Heavy-hitters Challenge the Law

Tough Babe – Race Sponsor Isabel Aujoulet-Law sailing Babystar was unperturbed by the wild conditions.
Bernie Kaaks
Wild conditions in the aftermath of a major storm greeted the thirty-two hardy competitors in Fremantle Sailing Club’s George Law Foundation ocean race on Saturday. The race is the opening race of the 2012/13 offshore season, and the first heat of the Beneteau Offshore Series and FSC’s Success Cup. It commemorates the life of Fremantle yachtsman George Law.
With the cold south-westerly breeze gusting to twenty five knots and producing a two metre wind wave on a five to seven metre swell, the race committee opted for the inshore 'heavy weather' course, rather than sending the fleet on the usual 42-miler around Rottnest Island then home through Challenger Passage.

'In those conditions, there is a fair probability of large breaking waves on Five Fathom Bank and in Challenger Passage, both of which are unavoidable on the normal course,' explained Race Officer Trevor Milton. 'The semi-protected course down Cockburn Sound made much more sense.'

Heavy Weather – The fleet runs down Cockburn Sound.
Bernie Kaaks


The fleets got away on time, with most yachts opting for a reefed mainsail and crews fully-kitted with PFDs and tethers. A wet upwind leg through the shipping channel mellowed into a tight reach across Cockburn Sound to Kwinana, with the forecast rain squalls holding off and sunshine prevailing. A square run up the Henderson shoreline held no perils, and by the time the yachts dropped their spinnakers at the Jervoise Bay mark, the breeze had moderated and most had shaken out their reefs.

After a gusty fetch across to the north end of Garden Island to check out the breakers, the yachts enjoyed a run and reach back to the finish line at South Mole. First to finish was Phil Childs’ Hillarys-based Farr 49 Knee Deep in just over three hours, but Tony Mitchell’s Farr 47 Sled (RFBYC) relegated Knee Deep to second place in Offshore Division One on IRC handicap. Rob Halvorsen’s Farr 395 Giddy Up (FSC) was third. However, Knee Deep prevailed on YAH handicap, from the Marten 49 Sue Sea (Brian Todd, FSC) and Sled.

In Offshore Division Two, the Sydney 36 This Way Up (Bryan Thurston and Hamish Maddern, RFBYC) looked the winner all day, revelling in the bumpy conditions to record the line honours/IRC double. This Way Up even had time to perform an impromptu wind check and pirouette just before crossing the finish. The TWU crew has been working hard to prepare for this year’s Sydney-Hobart Race, and will be satisfied with their last hit-out in WA before the boat goes on the truck for Sydney next week

Minor placings under IRC went to Bill Henson’s well-sailed C&C 115 Circa (FSC), from the consistent Blondie, Simon Torvaldsen’s S&S34 from RPYC. Under YAH handicap, it was Circa from This Way Up, with Brian Baillie’s Titan 36 Adrenalin Rush (FSC) third.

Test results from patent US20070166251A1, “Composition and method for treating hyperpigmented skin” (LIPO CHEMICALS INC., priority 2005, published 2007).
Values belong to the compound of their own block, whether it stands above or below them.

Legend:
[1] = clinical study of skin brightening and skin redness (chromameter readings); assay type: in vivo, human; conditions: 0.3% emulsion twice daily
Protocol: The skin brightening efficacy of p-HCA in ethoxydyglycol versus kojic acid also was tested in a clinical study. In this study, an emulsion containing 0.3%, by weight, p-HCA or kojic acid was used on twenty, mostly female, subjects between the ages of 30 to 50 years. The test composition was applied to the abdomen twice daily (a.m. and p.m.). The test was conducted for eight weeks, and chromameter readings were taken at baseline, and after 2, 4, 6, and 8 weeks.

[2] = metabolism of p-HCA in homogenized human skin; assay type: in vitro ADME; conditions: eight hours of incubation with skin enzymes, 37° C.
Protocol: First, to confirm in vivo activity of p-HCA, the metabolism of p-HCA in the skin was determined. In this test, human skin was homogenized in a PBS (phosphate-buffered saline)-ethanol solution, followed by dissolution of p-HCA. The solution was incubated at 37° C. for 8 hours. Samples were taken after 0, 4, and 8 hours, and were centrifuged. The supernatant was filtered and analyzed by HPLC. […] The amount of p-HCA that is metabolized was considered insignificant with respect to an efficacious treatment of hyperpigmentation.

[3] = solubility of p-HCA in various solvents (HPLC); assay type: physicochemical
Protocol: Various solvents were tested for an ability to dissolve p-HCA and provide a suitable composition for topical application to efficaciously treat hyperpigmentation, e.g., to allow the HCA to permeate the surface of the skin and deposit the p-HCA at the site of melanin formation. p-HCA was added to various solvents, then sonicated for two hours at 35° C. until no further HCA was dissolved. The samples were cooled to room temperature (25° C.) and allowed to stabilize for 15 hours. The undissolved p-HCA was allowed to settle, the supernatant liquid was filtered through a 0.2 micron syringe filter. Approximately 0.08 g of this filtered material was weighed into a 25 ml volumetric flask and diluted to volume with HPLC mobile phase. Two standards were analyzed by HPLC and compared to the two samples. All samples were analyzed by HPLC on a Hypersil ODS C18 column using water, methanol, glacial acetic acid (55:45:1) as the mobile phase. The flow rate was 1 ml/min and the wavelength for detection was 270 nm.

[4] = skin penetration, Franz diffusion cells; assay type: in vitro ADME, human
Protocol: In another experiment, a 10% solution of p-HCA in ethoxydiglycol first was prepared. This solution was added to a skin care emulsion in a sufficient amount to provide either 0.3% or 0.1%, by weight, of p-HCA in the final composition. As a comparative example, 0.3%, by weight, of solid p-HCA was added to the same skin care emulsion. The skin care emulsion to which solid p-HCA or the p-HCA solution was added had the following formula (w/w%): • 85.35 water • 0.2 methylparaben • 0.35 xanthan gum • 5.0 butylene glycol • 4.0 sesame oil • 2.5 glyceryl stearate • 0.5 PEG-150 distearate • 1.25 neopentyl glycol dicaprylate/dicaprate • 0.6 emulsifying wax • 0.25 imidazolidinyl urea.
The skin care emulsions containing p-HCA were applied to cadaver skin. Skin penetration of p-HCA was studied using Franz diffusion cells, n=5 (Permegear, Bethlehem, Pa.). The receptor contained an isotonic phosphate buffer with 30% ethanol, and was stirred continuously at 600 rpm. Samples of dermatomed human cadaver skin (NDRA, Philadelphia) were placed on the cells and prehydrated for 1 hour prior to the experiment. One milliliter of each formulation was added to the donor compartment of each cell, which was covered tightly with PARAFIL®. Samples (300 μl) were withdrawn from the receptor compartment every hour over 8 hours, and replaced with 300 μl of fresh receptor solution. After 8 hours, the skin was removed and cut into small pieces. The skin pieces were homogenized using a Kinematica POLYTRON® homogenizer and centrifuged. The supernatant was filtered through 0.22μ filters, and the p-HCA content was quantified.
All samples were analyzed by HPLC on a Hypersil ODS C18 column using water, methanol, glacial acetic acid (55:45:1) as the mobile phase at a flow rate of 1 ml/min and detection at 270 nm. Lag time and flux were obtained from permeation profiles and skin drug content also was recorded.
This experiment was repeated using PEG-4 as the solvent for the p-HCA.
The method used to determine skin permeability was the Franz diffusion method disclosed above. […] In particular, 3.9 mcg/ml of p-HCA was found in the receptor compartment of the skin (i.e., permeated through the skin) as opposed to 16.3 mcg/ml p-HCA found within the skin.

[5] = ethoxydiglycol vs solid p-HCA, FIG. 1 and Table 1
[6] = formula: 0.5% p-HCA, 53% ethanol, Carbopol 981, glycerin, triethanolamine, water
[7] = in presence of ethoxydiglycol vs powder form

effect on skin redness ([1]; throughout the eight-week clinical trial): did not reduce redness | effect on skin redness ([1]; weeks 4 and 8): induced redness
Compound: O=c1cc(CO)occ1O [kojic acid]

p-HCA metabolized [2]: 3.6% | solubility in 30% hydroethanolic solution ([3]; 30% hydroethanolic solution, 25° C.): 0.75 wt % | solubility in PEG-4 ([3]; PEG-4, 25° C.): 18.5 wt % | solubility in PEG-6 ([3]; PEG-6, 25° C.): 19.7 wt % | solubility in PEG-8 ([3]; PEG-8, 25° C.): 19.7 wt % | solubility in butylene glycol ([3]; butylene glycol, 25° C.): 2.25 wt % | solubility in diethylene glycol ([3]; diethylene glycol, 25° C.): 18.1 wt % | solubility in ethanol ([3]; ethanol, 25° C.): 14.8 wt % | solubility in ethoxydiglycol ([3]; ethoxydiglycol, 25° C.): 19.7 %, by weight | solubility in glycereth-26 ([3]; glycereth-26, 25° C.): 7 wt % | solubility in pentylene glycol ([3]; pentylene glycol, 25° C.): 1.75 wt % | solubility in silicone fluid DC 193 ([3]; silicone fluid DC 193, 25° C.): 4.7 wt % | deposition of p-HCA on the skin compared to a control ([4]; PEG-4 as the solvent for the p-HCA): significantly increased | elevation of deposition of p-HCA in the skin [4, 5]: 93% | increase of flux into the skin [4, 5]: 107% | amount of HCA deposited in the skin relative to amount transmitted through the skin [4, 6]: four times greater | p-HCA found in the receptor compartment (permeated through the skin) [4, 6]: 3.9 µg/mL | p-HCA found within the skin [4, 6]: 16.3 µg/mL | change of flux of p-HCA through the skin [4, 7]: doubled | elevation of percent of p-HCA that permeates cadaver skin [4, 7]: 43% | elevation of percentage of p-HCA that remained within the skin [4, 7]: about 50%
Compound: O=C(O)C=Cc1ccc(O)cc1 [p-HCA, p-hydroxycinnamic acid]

Organisers were pleased to see the Offshore Series debuts of Graeme Cole’s Cole 32 Double Vision (EFYC) and Paul Arns’ Hanse 40 No Rehearsal (FSC), both of which competed in the Premier Cruising division last year, as well as newcomer Not Negotiable, John Rayner’s UFO 34 from Claremont Yacht Club.

In the thrill-seeking Offshore Double-Handed division, five pairs braved the conditions, with regular Kraken, Todd Giraudo’s Jeanneau Sunfast 3200, electing to stay home at Hillarys rather than endure the long upwind delivery. Graeme Monkhouse’s J/122 Lithium (FSC) overcame spinnaker furler problems to take the line honours/IRC double, from the Beneteau First 30 Lamotrek (Adrian & Sally Wilson, FSC) and the new Sunfast 3200 Cutty Wren (Peter Henley, FSC). On YAH, it was Cutty Wren, from Lamotrek, Lithium, Leonie (Mirko Moeller, FSC) and Leisl (Chris Hogan, RPYC).

Although conditions were not conducive to the Premier Cruising fraternity, two yachts greeted the starter, with Mark Trupp’s Chiara (FSC) retiring early. Race sponsor Isabel Aujoulet-Law and her crew on the Spirit 28 Babystar proved yet again that are made of stern stuff, completing the course successfully to once again have their name engraved on the George Law perpetual trophy bell, the last bell cast by Law Foundries.

The offshore fleet now takes a five-week break for club opening days, returning with Royal Perth’s choice of the demanding 235 nautical mile 51st Cape Naturaliste & Return Race on Friday 26th October or the Rockingham and Return Race on the following day.

Big Day Out – Circa showed great form in the breezy conditions to record first on YAH and second on IRC in Offshore Division Two.
Bernie Kaaks

Red Rocket – Giddy Up steams into the finish to score the IRC third place in Offshore Division One.
Bernie Kaaks

Which Way? – This Way Up finally found the right way to win Offshore Division Two.
Bernie Kaaks

White Water – The fleet sails west from Jervoise Bay towards a wall of breakers in Challenger Passage.
Bernie Kaaks